The clinical psychology track of the Master of Arts in Psychology provides hands-on training and firsthand experience in assessment, diagnosis, treatment, and applied research. The program is ideally suited to meet the needs of individuals who want to:
Consistent with this mission, the clinical psychology training program is committed to providing:
What are Evidence-Based Practices in Psychology (EBPP)?
Evidence-based practices in psychology are often inappropriately equated with empirically supported-treatments (EST). While ESTs are a component of EBPP, evidence-based practices in psychology are much more than ESTs. According to the American Psychological Association Policy Statement on Evidence-Based Practice in Psychology (August, 2005; http://www.apa.org/practice/ebpstatement.pdf), "Evidence-based practice in psychology (EBPP) is the integration of the best available research with clinical expertise in the context of patient characteristics, culture, and preferences." In brief, the EBPP model applies the scientific method to clinical practice. For example, a clinician might first assess a client using semi-structured interviews and validated measures so that she or he may generate hypotheses about the factors that cause and maintain the client's problems. The clinician will then search the relevant research literature to determine what, if any, approaches have been shown to effectively address his or her client's problem, taking into consideration the client's characteristics and personal preferences. The clinician will involve the client in clinical decision-making by informing him/her of the options regarding treatment, including costs and benefits of different approaches, as well as jointly establishing measurable goals. Finally, the clinician will use validated measures to monitor the client's progress in treatment and will consider alternate approaches if the selected approach is not effective.
Why are EBPP Important?
The EBPP movement developed out of evidence-based medicine (Sackett et al., 2000). Recently, the APA Presidential Task Force on Evidence-Based Practice released a report entitled Evidence-based practice in psychology (August, 2005; http://www.apa.org/practice/ebpstatement.pdf), outlining its policy on EBPP. EBPP are important for all clinical psychologists, regardless of whether they plan to pursue a research or clinical career.
Individuals wishing to pursue a clinical career will become consumers of the research literature and will apply the components of evidence-based practices; that is, they will use evidence to help guide clinical decision-making. In addition, EBPP will help clinicians to be successful in a changing field. In particular, there is a movement in the field of applied psychology toward greater accountability in practice and use of brief, empirically supported, treatment approaches which is driven, in part, by third party payers. EBPP promotes accountability by encouraging the use of validated measures to diagnose clients and monitor their progress in treatment as well as the use of empirically supported treatment approaches, when available. By selecting approaches that have been shown to be effective for treating specific problems, as well as focusing treatment on specific concrete and measurable goals, the use of EBPP may also help to shorten the time needed to produce symptom resolution. Finally, by using validated measures and regularly assessing client outcome, clinicians are able to identify more quickly whether or not the treatment they are implementing is working, which will permit adjustments in treatment if needed.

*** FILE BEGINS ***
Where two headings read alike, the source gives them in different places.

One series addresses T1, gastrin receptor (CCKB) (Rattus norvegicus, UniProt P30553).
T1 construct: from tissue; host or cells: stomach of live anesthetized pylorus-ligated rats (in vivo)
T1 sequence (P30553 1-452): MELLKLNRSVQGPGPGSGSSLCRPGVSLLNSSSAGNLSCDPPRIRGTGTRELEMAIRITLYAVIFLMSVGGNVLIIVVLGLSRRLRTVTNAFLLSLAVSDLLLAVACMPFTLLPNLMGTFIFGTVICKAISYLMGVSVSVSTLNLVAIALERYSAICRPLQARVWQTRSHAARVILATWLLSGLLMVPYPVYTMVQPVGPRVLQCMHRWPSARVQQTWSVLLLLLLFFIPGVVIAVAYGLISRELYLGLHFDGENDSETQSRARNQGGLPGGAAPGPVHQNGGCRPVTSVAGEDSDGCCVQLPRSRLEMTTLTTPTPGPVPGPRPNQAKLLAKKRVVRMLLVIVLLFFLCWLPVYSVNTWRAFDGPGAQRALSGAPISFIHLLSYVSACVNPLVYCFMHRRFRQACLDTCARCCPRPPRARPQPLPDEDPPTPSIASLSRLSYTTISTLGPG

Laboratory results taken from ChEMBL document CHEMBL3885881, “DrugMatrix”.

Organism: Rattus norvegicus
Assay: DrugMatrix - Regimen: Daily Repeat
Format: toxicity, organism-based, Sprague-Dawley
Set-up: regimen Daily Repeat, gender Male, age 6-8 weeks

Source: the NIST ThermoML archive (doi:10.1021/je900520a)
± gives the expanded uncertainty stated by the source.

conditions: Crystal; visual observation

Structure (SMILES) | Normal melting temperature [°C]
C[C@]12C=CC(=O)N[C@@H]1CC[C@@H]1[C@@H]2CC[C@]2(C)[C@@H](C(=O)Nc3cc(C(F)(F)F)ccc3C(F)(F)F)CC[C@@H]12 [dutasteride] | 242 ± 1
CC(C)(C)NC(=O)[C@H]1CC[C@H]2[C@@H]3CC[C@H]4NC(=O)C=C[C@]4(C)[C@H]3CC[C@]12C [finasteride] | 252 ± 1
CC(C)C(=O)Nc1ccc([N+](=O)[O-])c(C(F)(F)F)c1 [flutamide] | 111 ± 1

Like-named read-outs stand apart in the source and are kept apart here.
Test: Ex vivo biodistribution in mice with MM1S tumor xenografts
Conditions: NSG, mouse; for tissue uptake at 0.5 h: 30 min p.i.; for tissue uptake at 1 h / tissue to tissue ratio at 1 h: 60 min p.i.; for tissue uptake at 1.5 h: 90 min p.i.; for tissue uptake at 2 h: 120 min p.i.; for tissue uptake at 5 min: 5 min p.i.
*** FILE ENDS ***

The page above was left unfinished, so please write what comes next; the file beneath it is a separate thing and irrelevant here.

Individuals wishing to pursue a research career in clinical psychology will contribute to the research literature; that is, they will help to build the evidence-base for use in treatment planning. Clinical researchers develop and validate measures for diagnosing clients and assessing change. They also develop and evaluate treatment approaches for addressing specific problem areas (i.e., empirically supported treatments). Finally, they conduct research that elucidates the process and mechanism of change in therapy, examines the impact of client characteristics and beliefs on therapy outcome, and details the course of recovery from specific disorders.
Goals of the Clinical Psychology Program
As indicated by our mission statement, the goals of the clinical psychology program are threefold:
What's New about the Program?
In addition to an emphasis on EBPP, other changes have also been made to the program curriculum. Over the past several years, there has been an increasing demand for specialized training in childhood emotional and developmental disorders. In response to that demand, we have modified our Intelligence testing course to focus on children and now require students to take a course on child psychopathology, which focuses on DSM disorders first evident in childhood. Students are also encouraged to take a child psychotherapy course which is regularly offered during the summer. Students will also have the opportunity to gain field experience working with children in association with their second year practicum and internship coursework.
APA Presidential Task Force on Evidence-Based Practice (August, 2005). Evidence-based practice in psychology. http://www.apa.org/practice/ebpstatement.pdf.
Sackett, D. L., Straus, S. E., Richardson, W. S., Rosenberg, W., & Haynes, R. B. (2000). Evidence based medicine: How to practice and teach EBM (2nd ed.). London: